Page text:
Question: "What is the readiness of the gospel of peace (Ephesians 6:15)?"
Answer: Ephesians 6:11–17 instructs believers in Christ to “put on the whole armor of God” as a defense against Satan’s attacks. This armor includes the belt of truth, the breastplate of righteousness, the shield of faith, the helmet of salvation, and the sword of the Spirit. Verse 15 says, “And with your feet fitted with the readiness that comes from the gospel of peace.” The New Living Translation words it this way: “For shoes, put on the peace that comes from the Good News so that you will be fully prepared.” The gospel of peace is the message that Jesus gave to those who trust in Him (John 14:27; Romans 10:15). It comes with the assurance from God that we are His children and nothing can snatch us out of His hands (John 10:29; 1 John 5:13). It outlines clearly what is required to become a child of God (1 Corinthians 15:1–6; John 1:12; Romans 10:8–10). Any other message is a false gospel.
The word readiness implies constant vigilance. A victorious soldier had to be prepared for battle. He had to have studied his enemy’s strategy, be confident in his own strategy, and have his feet firmly planted so that he could hold his ground when the attacks came. A soldier’s battle shoes were studded with nails or spikes, like cleats, to help him keep his balance in combat. He knew that, if he lost his footing and went down, it wouldn’t matter how great the rest of his armor was; the enemy had him. When we are ready with the gospel of peace, we live with the understanding that we are continually under attack from Satan. Second Timothy 4:2 says to “preach the word; be ready in season and out of season.”
The “peace shoes” that God supplies His soldiers have two purposes: defensive and offensive. In order to defend ourselves against the “flaming arrows of the evil one” (Ephesians 6:16), we must have confidence of our position in Christ. We must stand firm in the truth of God’s Word, regardless of how terrifying the circumstances may be (1 John 5:14). We must understand grace without abusing it (Romans 6:1–6), remember that our position in Christ is not based on our own abilities or worthiness (Titus 3:5), and keep our belt of truth and breastplate of righteousness securely fastened (2 Timothy 1:12).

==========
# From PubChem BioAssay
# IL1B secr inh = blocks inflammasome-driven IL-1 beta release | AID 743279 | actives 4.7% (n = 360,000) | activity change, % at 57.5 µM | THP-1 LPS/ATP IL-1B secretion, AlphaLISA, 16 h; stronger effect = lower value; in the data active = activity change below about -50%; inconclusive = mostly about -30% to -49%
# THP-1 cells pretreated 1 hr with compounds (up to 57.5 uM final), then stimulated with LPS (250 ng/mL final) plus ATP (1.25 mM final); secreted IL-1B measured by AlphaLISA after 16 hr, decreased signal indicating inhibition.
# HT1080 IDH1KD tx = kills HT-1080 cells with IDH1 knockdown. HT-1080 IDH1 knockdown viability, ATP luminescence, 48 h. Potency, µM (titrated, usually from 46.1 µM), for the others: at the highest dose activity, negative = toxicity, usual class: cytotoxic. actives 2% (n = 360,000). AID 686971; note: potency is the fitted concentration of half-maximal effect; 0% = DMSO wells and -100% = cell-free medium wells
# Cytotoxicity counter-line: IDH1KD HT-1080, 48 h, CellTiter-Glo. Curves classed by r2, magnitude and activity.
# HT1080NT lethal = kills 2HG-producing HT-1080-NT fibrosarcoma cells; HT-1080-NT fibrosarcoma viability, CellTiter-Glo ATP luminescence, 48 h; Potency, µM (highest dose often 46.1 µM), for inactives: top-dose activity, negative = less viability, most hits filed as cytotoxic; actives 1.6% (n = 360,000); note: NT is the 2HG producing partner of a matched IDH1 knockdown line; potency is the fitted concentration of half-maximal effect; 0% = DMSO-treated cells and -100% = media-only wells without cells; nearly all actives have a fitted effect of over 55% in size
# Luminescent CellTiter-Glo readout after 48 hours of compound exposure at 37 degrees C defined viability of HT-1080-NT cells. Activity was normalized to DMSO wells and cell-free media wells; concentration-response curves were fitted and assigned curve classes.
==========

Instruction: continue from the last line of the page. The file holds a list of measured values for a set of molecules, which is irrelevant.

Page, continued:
When Satan attacks with a flaming missile of doubt, such as “If God really loved you, He wouldn’t have let this happen,” we dig our peace shoes into the turf of God’s Word and reply, “It is written: All things work together for the good to them who love God and are called according to His purpose” (Romans 8:28). When Satan stabs from behind with “Remember what you did?” we dig in more deeply and reply, “It is written: If we confess our sins He is faithful and just to forgive our sins and to cleanse us from all unrighteousness” (1 John 1:9).
In addition to standing our ground, shoes are also for moving. God expects us to go on the offensive and take the gospel of peace to others. First Peter 3:15 says, “Always be prepared to give an answer to everyone who asks you to give the reason for the hope that you have.” Sharing our faith is one of the best ways to maintain our own sure footing. God knows that, when we are active in speaking of Him to others, we not only charge into Satan’s territory, but we dig our shoes more deeply into truth and will be much harder to dislodge. When we have “studied to show ourselves approved unto God” (2 Timothy 2:15), we are ready to stand firm in the gospel of peace no matter what the enemy brings against us (2 Thessalonians 2:15).